A grape grows in winter

All year, there is work to be done in the vineyard.

The short structures sticking from the cordon are spurs, which contain the buds that will grow the shoots, leaves and berries from the vine this year.

Right now, the vines neatly arranged in rows supported by trellises or standing alone in their gnarly-head state are stripped of their leaves and fruit, standing dormant, catching some much-needed rest after a year’s work producing their bounty, then withstanding the harvest.

In the winter, wine grape growers prune their vines to train them for the coming year. There are a number of reasons why this practice is necessary, including regulating the number and positions of shoots on a vine, and cluster number and size. During pruning, buds that would otherwise become new shoots are removed to concentrate growth into the remaining shoots and clusters. By consistently limiting the number of shoots and leaves by dormant pruning, the grower is also working to produce the maximum crop without delaying maturity.

“(Pruning) enables us to produce these amazing wines at Harney Lane,” said Kyle Lerner, owner of Harney Lane Winery in Lodi, as he pruned a Primitivo vineyard on his property. “So, what I’m doing here is, this is actually a cane that grew last year. Each one of these nodes had leaves on them and coming all the way back you can see what we call a skeleton. This is where the fruit actually was growing on these canes this past year.”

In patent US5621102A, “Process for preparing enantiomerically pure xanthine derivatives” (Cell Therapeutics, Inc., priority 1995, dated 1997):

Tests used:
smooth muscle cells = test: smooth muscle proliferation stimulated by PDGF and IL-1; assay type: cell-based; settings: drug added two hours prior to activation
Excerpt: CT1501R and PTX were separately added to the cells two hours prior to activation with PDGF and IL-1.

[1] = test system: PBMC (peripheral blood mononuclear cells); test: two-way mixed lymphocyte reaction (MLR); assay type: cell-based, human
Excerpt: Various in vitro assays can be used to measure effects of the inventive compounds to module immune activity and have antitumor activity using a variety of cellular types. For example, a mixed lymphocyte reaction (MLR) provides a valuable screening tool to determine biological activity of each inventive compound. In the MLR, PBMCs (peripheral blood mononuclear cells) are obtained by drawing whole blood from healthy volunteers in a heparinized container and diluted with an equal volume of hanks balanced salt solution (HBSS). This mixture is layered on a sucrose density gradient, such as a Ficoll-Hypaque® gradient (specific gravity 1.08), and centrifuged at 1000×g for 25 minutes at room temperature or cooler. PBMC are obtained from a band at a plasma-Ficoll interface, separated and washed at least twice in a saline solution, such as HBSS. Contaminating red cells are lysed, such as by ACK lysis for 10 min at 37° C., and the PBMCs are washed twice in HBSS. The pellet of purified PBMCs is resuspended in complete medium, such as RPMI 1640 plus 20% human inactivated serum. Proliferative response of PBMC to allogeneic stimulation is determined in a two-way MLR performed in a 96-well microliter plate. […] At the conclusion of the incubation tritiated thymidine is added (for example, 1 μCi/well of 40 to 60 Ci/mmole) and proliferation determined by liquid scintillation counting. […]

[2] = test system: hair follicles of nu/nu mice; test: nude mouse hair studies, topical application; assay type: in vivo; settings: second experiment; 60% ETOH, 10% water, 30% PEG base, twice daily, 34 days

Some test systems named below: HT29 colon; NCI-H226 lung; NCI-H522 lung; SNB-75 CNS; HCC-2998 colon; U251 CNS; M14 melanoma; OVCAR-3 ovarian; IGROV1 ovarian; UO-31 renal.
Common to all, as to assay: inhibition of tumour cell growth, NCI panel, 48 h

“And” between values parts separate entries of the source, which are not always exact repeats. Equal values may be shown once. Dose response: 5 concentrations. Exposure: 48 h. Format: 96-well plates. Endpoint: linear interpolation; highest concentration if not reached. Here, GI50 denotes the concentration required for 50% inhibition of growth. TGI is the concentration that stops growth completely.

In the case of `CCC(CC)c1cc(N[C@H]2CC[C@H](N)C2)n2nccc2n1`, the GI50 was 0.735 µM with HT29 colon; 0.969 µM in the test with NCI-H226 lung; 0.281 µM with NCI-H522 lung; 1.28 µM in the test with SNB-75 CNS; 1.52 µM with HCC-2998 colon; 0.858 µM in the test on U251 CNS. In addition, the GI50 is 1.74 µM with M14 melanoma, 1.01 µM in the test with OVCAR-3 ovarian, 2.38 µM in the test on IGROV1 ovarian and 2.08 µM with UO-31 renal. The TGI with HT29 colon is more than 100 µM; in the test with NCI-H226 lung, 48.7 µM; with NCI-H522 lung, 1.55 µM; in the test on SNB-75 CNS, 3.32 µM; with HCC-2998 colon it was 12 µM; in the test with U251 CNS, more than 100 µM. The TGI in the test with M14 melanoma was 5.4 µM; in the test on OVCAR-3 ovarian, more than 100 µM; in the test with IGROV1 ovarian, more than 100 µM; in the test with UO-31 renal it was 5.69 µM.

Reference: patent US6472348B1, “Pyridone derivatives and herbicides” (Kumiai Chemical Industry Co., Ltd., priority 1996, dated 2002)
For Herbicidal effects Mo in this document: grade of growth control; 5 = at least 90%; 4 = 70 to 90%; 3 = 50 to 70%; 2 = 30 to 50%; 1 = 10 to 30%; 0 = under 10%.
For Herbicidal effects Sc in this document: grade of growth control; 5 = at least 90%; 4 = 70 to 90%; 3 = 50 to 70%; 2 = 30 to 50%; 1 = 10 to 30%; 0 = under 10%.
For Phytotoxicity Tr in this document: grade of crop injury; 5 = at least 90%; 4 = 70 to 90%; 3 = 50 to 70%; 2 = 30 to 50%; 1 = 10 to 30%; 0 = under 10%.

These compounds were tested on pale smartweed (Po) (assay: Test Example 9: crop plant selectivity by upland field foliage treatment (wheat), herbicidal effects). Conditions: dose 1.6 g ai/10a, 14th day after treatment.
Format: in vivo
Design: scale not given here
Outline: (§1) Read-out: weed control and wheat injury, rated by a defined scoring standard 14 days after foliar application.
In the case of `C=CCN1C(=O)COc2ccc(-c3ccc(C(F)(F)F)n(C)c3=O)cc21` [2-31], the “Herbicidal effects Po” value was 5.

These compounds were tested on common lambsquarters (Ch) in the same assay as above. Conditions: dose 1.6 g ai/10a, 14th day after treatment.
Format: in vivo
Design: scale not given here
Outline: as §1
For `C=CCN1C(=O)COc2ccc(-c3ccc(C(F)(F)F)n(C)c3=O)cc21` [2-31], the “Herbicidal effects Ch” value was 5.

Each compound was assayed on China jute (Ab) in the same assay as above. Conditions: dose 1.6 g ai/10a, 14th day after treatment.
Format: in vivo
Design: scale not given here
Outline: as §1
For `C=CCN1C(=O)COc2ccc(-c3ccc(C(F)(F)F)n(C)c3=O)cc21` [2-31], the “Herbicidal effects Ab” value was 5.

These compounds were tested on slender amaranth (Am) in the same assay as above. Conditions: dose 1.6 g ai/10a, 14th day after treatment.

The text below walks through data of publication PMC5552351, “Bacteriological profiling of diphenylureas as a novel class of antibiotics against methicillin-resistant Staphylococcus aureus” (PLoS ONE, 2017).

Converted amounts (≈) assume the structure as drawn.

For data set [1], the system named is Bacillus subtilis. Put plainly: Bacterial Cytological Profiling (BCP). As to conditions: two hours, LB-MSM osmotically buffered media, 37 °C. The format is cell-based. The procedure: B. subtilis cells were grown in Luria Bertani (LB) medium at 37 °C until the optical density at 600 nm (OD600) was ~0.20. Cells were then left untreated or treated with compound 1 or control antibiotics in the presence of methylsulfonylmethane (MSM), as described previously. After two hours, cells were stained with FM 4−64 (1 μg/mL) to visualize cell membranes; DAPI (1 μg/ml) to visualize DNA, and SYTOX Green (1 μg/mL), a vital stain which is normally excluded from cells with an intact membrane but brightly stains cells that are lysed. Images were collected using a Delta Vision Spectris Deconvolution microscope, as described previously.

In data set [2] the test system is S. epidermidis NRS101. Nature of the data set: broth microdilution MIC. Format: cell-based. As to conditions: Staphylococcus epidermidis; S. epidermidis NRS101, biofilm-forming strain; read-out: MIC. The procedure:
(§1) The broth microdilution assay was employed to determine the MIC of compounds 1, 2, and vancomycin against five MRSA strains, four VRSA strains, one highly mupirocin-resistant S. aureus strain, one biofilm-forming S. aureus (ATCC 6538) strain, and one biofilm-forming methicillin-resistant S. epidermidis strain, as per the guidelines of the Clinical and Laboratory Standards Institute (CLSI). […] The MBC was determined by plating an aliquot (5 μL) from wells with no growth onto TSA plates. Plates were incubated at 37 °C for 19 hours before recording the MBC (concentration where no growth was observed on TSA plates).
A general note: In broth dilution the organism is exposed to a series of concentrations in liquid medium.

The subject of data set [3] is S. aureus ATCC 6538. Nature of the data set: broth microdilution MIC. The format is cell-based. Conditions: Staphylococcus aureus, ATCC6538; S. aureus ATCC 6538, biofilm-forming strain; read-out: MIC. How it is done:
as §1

Workers tend to a vineyard off Davis Road in Lodi.

The grower must strike a balance between vegetative growth and fruiting. The goal is for the vine to focus its energy on growing the grape. Lerner prunes each cane and leaves one or two buds. This structure is called a spur. The cordon, or arm of the vine, will have about seven spurs on either side of the trunk. The buds contain in miniature all of the structures the vine will produce in the coming year — the shoots, the leaves and the fruit clusters.

“What that gives us is just enough fruit that ripens fully with a canopy that grows at about five feet,” Lerner said. “You can see the canes as they stretch out there, about five feet of canes out there. And that’s what makes our delicious Primitivo wine.”

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      Bob Highfill

      Record Sports Editor Bob Highfill is a wine enthusiast and has earned Level 3 certification with the Wine and Spirit Education Trust of London through the Napa Valley Wine Academy. Bob will share some of his experiences from his travels to Lodi and other prime wine locales in his blog and welcomes your suggestions, reviews and wine speak.
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